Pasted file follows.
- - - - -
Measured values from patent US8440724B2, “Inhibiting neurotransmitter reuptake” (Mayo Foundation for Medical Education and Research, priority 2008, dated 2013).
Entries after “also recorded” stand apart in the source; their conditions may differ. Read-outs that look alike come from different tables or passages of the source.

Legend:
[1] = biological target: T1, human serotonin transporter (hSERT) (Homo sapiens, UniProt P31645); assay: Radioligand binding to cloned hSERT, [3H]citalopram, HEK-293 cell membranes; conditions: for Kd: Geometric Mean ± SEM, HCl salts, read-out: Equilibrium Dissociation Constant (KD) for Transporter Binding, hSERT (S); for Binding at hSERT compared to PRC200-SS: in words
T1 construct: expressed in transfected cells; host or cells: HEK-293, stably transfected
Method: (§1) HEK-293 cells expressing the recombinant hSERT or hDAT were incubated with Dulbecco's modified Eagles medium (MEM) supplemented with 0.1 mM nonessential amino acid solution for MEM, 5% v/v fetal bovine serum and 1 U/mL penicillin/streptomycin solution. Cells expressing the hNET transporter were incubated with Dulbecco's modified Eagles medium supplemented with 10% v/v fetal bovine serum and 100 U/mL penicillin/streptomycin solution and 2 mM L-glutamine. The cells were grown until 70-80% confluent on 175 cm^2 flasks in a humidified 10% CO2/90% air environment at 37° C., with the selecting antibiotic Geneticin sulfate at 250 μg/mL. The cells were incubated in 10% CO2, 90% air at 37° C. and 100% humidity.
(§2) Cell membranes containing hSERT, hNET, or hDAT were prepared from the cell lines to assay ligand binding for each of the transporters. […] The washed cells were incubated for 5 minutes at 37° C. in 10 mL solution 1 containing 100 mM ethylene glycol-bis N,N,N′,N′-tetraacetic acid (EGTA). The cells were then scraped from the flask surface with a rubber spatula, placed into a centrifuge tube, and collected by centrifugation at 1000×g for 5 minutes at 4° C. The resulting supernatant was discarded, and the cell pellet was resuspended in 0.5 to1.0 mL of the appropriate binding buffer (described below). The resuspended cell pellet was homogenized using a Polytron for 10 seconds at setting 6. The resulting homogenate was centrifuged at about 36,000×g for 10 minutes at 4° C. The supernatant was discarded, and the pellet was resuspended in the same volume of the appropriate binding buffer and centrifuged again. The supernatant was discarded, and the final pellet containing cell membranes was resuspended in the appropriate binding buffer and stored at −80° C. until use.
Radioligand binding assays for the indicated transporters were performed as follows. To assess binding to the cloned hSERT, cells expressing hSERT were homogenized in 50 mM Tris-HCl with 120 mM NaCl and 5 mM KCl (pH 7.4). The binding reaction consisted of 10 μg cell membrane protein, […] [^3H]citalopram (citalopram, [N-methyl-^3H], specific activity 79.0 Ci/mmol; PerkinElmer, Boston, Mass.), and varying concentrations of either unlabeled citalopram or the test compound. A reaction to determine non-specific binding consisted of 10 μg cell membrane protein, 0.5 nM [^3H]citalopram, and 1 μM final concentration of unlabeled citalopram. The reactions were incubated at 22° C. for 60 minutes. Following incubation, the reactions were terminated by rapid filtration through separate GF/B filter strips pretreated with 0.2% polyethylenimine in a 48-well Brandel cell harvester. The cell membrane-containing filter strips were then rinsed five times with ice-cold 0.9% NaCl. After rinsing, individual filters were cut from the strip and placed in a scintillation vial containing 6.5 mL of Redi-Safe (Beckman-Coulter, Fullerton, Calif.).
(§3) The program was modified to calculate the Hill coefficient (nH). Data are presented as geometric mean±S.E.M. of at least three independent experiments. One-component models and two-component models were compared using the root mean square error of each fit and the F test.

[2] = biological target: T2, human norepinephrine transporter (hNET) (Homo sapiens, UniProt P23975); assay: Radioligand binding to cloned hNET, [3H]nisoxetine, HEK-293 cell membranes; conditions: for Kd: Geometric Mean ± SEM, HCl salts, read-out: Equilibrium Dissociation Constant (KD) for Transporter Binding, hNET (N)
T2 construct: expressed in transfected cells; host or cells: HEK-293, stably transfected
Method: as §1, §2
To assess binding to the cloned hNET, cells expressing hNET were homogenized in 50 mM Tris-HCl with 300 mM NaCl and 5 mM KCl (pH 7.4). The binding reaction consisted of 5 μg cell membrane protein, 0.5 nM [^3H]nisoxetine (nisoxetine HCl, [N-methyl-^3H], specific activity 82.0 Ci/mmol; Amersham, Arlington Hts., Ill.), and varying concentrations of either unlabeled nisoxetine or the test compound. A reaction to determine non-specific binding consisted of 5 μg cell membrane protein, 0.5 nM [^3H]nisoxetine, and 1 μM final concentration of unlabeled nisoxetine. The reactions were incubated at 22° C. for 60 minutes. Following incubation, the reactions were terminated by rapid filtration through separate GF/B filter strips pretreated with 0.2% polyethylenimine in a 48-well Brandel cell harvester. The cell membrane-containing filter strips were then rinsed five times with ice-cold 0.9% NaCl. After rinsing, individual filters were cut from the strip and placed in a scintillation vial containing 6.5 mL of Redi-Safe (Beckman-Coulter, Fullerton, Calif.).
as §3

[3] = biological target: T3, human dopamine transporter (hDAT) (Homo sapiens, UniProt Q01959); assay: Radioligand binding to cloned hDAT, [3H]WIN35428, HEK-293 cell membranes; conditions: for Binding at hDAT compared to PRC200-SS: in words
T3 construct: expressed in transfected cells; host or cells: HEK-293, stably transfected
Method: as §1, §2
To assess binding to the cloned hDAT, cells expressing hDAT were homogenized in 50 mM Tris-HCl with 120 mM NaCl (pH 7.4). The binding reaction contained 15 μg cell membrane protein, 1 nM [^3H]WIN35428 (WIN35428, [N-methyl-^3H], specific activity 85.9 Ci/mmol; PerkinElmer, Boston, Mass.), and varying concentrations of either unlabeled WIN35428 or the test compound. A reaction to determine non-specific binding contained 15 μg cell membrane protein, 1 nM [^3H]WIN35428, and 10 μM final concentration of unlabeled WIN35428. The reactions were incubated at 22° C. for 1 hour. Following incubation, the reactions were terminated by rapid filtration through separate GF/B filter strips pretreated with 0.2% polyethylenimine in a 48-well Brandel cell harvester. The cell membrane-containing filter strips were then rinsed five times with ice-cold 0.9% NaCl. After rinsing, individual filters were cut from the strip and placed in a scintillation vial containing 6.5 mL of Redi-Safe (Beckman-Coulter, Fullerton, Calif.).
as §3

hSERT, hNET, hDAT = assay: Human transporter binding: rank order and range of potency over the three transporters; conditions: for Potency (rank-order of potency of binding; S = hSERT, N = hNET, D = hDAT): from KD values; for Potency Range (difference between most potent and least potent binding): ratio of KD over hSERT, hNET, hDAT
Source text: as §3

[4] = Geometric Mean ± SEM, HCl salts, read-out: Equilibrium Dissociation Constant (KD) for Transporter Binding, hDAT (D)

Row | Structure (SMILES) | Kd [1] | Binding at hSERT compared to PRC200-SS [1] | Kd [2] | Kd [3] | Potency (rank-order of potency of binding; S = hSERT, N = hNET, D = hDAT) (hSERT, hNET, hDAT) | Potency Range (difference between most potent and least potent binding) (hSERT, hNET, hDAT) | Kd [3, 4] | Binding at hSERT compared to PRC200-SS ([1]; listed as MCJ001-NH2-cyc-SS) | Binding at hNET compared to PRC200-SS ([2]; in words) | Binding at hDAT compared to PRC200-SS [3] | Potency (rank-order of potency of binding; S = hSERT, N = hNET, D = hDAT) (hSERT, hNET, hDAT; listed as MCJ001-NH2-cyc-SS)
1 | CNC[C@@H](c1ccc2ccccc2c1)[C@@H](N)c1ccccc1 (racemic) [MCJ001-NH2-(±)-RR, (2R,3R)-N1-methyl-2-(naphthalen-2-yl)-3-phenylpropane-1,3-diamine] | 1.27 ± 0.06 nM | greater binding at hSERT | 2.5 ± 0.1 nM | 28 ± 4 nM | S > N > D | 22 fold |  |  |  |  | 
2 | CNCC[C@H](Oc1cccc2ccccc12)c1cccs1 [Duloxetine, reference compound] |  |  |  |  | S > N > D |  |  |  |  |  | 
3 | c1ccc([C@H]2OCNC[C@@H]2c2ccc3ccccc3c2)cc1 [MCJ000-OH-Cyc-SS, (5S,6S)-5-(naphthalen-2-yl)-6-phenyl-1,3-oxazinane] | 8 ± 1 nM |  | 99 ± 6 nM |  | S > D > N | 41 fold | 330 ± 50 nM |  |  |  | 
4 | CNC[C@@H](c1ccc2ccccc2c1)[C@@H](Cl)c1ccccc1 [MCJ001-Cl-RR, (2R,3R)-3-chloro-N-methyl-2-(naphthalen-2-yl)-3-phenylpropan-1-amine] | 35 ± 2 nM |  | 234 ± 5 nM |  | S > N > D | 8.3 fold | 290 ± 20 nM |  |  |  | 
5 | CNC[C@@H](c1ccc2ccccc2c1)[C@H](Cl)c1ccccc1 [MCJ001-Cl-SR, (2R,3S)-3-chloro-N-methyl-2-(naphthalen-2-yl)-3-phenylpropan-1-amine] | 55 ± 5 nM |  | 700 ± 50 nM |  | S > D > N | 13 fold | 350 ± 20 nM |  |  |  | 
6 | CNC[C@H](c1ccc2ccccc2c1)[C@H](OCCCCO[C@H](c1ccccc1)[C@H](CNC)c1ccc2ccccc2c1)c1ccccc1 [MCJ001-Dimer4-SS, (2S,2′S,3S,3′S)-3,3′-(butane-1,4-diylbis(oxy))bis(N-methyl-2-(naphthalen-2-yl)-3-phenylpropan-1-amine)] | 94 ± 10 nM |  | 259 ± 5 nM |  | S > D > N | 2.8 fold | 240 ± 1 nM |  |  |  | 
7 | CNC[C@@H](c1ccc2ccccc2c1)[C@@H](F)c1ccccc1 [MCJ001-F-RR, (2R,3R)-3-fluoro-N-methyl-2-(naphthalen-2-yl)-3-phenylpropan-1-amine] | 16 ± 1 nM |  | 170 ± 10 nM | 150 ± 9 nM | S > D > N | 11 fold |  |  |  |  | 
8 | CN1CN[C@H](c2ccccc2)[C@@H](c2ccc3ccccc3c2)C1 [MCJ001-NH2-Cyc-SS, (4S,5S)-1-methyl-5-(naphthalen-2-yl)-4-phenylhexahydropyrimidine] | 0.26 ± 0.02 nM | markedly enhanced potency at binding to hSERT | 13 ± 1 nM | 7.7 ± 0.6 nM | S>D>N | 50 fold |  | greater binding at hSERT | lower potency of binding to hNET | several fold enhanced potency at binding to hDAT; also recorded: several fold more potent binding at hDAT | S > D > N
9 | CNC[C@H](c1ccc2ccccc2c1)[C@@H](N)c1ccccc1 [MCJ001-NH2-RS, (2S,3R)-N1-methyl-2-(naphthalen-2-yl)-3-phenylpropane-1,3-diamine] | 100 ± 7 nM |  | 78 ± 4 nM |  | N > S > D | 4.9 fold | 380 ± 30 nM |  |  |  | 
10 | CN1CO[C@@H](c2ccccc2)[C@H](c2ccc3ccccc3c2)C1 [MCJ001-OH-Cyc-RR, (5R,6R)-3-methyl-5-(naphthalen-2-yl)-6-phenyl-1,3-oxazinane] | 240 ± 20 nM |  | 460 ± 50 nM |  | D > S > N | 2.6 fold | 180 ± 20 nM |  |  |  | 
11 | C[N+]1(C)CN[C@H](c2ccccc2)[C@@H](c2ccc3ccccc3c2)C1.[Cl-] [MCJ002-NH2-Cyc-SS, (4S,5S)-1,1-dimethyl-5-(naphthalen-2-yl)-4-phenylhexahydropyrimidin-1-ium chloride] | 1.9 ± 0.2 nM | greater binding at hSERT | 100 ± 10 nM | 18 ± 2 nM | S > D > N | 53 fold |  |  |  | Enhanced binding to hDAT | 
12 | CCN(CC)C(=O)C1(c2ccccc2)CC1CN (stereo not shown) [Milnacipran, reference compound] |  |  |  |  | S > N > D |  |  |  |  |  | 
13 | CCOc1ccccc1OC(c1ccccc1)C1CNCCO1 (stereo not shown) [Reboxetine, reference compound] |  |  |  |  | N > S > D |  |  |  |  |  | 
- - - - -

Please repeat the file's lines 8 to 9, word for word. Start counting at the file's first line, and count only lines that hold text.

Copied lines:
Radioligand binding assays for the indicated transporters were performed as follows. To assess binding to the cloned hSERT, cells expressing hSERT were homogenized in 50 mM Tris-HCl with 120 mM NaCl and 5 mM KCl (pH 7.4). The binding reaction consisted of 10 μg cell membrane protein, […] [^3H]citalopram (citalopram, [N-methyl-^3H], specific activity 79.0 Ci/mmol; PerkinElmer, Boston, Mass.), and varying concentrations of either unlabeled citalopram or the test compound. A reaction to determine non-specific binding consisted of 10 μg cell membrane protein, 0.5 nM [^3H]citalopram, and 1 μM final concentration of unlabeled citalopram. The reactions were incubated at 22° C. for 60 minutes. Following incubation, the reactions were terminated by rapid filtration through separate GF/B filter strips pretreated with 0.2% polyethylenimine in a 48-well Brandel cell harvester. The cell membrane-containing filter strips were then rinsed five times with ice-cold 0.9% NaCl. After rinsing, individual filters were cut from the strip and placed in a scintillation vial containing 6.5 mL of Redi-Safe (Beckman-Coulter, Fullerton, Calif.).
(§3) The program was modified to calculate the Hill coefficient (nH). Data are presented as geometric mean±S.E.M. of at least three independent experiments. One-component models and two-component models were compared using the root mean square error of each fit and the F test.